MONTREAL, Dec. 21, 2022 /CNW Telbec/ – The employer negotiating committees of the Cree and Kativik school boards (CPNCSC and CPNCSK) have just submitted their offers to the Fédération du personnel de soutien scolaire (FPSS-CSQ) and the Association des employés du Nord Québécois (AENQ-CSQ). AENQ–CSQ President Larry Imbeault says, “the government is ignoring the needs of school support staff in Northern Quebec, serving us the same cold dish as in 2019.”
The Northern employer groups essentially want the same things as those in the South, but some of their demands do not correspond to the realities of northern environments. They want to replace or attenuate the scarcity of labor by dealing, for example, with multiple positions or by reviewing the process granting leave, union leave or other absences, the process governing the hours and workweek as well as the overtime. They also want to review certain procedures related to the salary insurance plan during the trial period and limit staff employment changes. These are just some examples of the vision of the Northern employer groups at the dawn of the negotiation.
These employer groups say they want to promote the attraction and retention of school support staff. We believe that several of their demands will have the opposite effect and actually exacerbate the shortage of personnel in the North.
School support staff make up 40% of the people working in schools across the province. Whether administrative, manual, technical, paratechnical or direct student services, these people contribute to education by supporting the work of teachers, professionals and administrators. Imbeault says that “without school support staff, our schools and centers would not be able to function; the employer’s offers do not reflect our importance and the essential contribution we make to education. We are indispensable.”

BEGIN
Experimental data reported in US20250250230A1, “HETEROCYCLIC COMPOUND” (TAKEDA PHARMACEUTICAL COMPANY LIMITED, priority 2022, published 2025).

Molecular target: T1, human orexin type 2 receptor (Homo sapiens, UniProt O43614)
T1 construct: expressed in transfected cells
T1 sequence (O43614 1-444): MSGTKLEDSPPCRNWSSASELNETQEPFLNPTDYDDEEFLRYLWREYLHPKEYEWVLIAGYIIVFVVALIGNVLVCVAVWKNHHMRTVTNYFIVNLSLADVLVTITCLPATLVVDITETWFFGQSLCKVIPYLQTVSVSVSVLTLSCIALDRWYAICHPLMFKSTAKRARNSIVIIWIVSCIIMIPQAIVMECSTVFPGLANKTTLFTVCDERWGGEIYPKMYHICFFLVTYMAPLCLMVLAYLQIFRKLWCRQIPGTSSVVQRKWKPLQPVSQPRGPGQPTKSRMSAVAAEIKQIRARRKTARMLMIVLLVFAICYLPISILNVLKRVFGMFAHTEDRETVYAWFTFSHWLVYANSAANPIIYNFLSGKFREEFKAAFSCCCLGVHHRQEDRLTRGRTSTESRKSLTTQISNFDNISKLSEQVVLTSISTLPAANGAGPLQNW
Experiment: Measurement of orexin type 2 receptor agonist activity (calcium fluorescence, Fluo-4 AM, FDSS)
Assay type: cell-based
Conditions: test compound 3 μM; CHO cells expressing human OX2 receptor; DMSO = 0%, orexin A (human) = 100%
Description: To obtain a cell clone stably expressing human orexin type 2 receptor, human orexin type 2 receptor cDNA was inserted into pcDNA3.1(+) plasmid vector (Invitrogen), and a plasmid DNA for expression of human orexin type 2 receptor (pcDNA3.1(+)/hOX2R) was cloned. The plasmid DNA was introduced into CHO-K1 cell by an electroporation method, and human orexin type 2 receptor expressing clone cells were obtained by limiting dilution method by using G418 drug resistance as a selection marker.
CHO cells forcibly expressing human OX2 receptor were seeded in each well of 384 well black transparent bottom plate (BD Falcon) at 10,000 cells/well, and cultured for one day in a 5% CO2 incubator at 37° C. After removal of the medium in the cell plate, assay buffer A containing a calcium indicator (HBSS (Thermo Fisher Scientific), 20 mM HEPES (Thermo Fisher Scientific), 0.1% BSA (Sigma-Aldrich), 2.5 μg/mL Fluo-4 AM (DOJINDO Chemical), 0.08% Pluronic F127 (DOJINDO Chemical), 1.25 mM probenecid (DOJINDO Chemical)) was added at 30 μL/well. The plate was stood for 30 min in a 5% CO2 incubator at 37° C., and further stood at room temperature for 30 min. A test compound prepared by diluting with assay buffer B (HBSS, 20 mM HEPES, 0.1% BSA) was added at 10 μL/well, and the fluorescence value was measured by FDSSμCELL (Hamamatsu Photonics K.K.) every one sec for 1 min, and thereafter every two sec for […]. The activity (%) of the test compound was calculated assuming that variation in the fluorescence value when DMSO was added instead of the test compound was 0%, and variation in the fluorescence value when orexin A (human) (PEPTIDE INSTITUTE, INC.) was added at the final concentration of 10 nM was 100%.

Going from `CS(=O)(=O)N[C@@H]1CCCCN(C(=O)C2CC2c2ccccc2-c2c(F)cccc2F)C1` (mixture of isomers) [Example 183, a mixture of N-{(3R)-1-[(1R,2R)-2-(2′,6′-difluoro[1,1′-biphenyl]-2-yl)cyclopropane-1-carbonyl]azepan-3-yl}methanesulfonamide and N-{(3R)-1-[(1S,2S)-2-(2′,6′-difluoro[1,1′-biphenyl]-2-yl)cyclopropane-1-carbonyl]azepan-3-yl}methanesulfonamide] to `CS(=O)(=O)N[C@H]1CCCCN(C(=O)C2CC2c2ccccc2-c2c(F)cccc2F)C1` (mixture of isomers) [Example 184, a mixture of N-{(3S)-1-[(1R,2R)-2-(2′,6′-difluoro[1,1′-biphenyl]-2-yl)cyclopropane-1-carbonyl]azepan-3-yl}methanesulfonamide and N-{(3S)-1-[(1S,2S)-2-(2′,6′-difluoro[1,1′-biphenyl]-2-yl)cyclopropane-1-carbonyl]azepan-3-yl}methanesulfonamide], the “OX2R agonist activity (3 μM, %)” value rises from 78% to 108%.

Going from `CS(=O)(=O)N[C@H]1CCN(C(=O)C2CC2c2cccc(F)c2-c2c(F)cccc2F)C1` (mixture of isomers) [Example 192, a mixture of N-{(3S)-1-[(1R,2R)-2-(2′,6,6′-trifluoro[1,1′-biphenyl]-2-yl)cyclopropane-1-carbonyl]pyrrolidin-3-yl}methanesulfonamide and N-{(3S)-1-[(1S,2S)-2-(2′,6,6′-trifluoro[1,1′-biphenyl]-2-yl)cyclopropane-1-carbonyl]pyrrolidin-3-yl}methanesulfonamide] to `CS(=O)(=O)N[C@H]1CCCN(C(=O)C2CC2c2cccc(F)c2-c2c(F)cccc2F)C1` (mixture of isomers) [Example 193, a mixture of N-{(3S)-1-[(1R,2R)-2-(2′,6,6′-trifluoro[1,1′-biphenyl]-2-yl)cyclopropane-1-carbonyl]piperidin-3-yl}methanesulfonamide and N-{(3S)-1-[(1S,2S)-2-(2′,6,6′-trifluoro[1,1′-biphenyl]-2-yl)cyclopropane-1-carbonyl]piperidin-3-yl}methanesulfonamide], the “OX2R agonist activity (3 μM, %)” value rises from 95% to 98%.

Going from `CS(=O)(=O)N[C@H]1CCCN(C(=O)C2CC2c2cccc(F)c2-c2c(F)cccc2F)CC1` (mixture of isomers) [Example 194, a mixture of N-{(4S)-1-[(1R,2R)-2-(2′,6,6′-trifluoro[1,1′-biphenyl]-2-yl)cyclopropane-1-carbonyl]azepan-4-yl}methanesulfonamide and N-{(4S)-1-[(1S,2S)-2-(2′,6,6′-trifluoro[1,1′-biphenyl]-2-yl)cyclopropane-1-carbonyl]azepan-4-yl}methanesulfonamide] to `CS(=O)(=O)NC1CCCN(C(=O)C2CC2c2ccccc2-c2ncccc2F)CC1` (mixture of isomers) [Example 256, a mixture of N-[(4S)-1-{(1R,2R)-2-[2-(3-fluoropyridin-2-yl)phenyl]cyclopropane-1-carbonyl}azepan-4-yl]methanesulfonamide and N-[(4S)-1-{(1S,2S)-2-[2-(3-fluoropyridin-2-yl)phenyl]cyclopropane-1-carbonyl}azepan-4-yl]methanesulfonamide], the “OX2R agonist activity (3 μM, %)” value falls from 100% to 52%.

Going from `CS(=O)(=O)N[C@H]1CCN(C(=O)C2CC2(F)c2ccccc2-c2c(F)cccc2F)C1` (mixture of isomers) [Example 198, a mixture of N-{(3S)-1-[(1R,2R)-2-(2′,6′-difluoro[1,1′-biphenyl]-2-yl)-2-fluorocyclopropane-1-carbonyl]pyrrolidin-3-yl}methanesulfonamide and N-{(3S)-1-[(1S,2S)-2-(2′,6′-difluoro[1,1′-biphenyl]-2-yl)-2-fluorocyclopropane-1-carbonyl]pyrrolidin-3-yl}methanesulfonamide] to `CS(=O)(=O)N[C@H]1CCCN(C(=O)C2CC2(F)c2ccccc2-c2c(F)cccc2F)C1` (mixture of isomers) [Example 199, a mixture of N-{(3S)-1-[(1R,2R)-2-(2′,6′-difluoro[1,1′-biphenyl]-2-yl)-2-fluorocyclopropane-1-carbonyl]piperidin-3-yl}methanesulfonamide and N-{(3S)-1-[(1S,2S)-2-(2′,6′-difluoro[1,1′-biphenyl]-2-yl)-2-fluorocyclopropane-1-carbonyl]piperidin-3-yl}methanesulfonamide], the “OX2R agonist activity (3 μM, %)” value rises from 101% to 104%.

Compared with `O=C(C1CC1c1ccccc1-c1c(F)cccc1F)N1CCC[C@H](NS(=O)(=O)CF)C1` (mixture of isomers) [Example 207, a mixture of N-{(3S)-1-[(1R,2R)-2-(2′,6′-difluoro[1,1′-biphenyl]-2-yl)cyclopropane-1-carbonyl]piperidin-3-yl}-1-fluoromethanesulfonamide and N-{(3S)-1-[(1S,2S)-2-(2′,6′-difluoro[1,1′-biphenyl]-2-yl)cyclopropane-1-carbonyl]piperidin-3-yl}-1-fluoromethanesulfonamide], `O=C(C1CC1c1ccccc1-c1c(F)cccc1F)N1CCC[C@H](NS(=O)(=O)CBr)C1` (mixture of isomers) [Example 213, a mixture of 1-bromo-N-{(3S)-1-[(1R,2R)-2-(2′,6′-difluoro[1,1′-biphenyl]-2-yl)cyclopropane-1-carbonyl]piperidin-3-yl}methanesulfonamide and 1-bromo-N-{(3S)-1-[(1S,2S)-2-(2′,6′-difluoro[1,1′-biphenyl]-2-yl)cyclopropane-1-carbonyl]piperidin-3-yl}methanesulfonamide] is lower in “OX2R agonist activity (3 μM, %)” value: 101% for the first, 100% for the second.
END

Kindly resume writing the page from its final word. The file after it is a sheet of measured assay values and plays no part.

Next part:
The staff shortage problem is a major issue for the members of the FPSS-CSQ. We are calling for very specific measures to improve the attraction and retention of staff. Quality jobs with full-time positions are required, along with the elimination of split shifts, the promotion of all school support staff jobs, and family-work balance. Concrete action was needed from the government to resolve these problems and it completely ignored them instead,” says Larry Imbeault.
Meetings between the negotiating team representing the school boards and those of the CPNCSC and the CPNCSK will begin in January. The exact dates have yet to be determined. Imbeault concludes, “we will have the opportunity to show them the urgency of improving the working conditions of school support staff; it will be crucial that the employer party listen.”
The Fédération du personnel de soutien scolaire (CSQ) is the only federation in Quebec that exclusively represents school support staff. It is affiliated to the Centrale des syndicats du Québec (CSQ) and represents 81 job categories working in 25 school service centers and 20 affiliated unions. In total, it represents more than 36,500 members.
Profile of the AENQ-CSQ
The AENQ-CSQ is a labour organization that brings together the teaching and school support staff of the Cree and Kativik school boards and the teaching staff of the two Atikamekw schools, along with the workers of two daycares (CPE) in Eeyou Istchee. It has more than 2,000 members working in the nine Cree communities of Eeyou Istchee and the fourteen Inuit communities of Nunavik, Wemotaci, Opitciwan, Montréal, Gatineau and Saint-Jérôme. It is affiliated to the Centrale des syndicats du Québec (CSQ).
SOURCE Fédération du personnel de soutien scolaire (FPSS-CSQ)